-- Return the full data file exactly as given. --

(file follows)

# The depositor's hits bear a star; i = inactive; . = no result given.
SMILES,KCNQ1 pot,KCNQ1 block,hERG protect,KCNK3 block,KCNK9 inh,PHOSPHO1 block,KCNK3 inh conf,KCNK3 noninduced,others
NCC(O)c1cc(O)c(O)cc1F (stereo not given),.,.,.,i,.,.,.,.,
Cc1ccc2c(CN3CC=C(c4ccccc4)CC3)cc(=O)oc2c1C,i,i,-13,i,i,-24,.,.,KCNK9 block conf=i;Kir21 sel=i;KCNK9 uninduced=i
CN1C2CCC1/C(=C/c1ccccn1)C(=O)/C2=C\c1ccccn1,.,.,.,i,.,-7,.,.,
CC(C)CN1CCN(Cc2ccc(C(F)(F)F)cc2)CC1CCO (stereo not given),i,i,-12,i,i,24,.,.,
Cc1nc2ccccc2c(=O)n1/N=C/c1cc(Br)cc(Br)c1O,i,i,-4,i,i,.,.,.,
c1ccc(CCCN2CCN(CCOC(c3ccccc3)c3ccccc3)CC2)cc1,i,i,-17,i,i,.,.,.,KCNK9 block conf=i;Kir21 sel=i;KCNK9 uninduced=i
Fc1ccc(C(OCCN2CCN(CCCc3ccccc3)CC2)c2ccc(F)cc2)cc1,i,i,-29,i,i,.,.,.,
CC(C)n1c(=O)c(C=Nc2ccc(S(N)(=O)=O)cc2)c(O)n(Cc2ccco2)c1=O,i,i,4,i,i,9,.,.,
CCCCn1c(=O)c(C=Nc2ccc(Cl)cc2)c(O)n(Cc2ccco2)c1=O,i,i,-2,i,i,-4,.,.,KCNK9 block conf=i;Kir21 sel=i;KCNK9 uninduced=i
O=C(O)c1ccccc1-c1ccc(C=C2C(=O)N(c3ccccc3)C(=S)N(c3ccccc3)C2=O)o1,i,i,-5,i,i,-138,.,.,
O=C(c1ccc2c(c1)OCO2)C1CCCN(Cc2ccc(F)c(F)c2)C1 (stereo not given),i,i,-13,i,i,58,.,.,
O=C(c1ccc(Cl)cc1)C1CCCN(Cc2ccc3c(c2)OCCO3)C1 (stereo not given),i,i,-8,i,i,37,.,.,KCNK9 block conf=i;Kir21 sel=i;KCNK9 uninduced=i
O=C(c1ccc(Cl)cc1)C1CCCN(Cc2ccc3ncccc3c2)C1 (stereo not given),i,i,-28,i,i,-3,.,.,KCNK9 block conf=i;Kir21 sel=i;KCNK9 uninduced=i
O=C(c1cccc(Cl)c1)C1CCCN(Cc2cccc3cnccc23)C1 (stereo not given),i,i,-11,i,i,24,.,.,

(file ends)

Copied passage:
# The depositor's hits bear a star; i = inactive; . = no result given.
SMILES,KCNQ1 pot,KCNQ1 block,hERG protect,KCNK3 block,KCNK9 inh,PHOSPHO1 block,KCNK3 inh conf,KCNK3 noninduced,others
NCC(O)c1cc(O)c(O)cc1F (stereo not given),.,.,.,i,.,.,.,.,
Cc1ccc2c(CN3CC=C(c4ccccc4)CC3)cc(=O)oc2c1C,i,i,-13,i,i,-24,.,.,KCNK9 block conf=i;Kir21 sel=i;KCNK9 uninduced=i
CN1C2CCC1/C(=C/c1ccccn1)C(=O)/C2=C\c1ccccn1,.,.,.,i,.,-7,.,.,
CC(C)CN1CCN(Cc2ccc(C(F)(F)F)cc2)CC1CCO (stereo not given),i,i,-12,i,i,24,.,.,
Cc1nc2ccccc2c(=O)n1/N=C/c1cc(Br)cc(Br)c1O,i,i,-4,i,i,.,.,.,
c1ccc(CCCN2CCN(CCOC(c3ccccc3)c3ccccc3)CC2)cc1,i,i,-17,i,i,.,.,.,KCNK9 block conf=i;Kir21 sel=i;KCNK9 uninduced=i
Fc1ccc(C(OCCN2CCN(CCCc3ccccc3)CC2)c2ccc(F)cc2)cc1,i,i,-29,i,i,.,.,.,
CC(C)n1c(=O)c(C=Nc2ccc(S(N)(=O)=O)cc2)c(O)n(Cc2ccco2)c1=O,i,i,4,i,i,9,.,.,
CCCCn1c(=O)c(C=Nc2ccc(Cl)cc2)c(O)n(Cc2ccco2)c1=O,i,i,-2,i,i,-4,.,.,KCNK9 block conf=i;Kir21 sel=i;KCNK9 uninduced=i
O=C(O)c1ccccc1-c1ccc(C=C2C(=O)N(c3ccccc3)C(=S)N(c3ccccc3)C2=O)o1,i,i,-5,i,i,-138,.,.,
O=C(c1ccc2c(c1)OCO2)C1CCCN(Cc2ccc(F)c(F)c2)C1 (stereo not given),i,i,-13,i,i,58,.,.,
O=C(c1ccc(Cl)cc1)C1CCCN(Cc2ccc3c(c2)OCCO3)C1 (stereo not given),i,i,-8,i,i,37,.,.,KCNK9 block conf=i;Kir21 sel=i;KCNK9 uninduced=i
O=C(c1ccc(Cl)cc1)C1CCCN(Cc2ccc3ncccc3c2)C1 (stereo not given),i,i,-28,i,i,-3,.,.,KCNK9 block conf=i;Kir21 sel=i;KCNK9 uninduced=i
O=C(c1cccc(Cl)c1)C1CCCN(Cc2cccc3cnccc23)C1 (stereo not given),i,i,-11,i,i,24,.,.,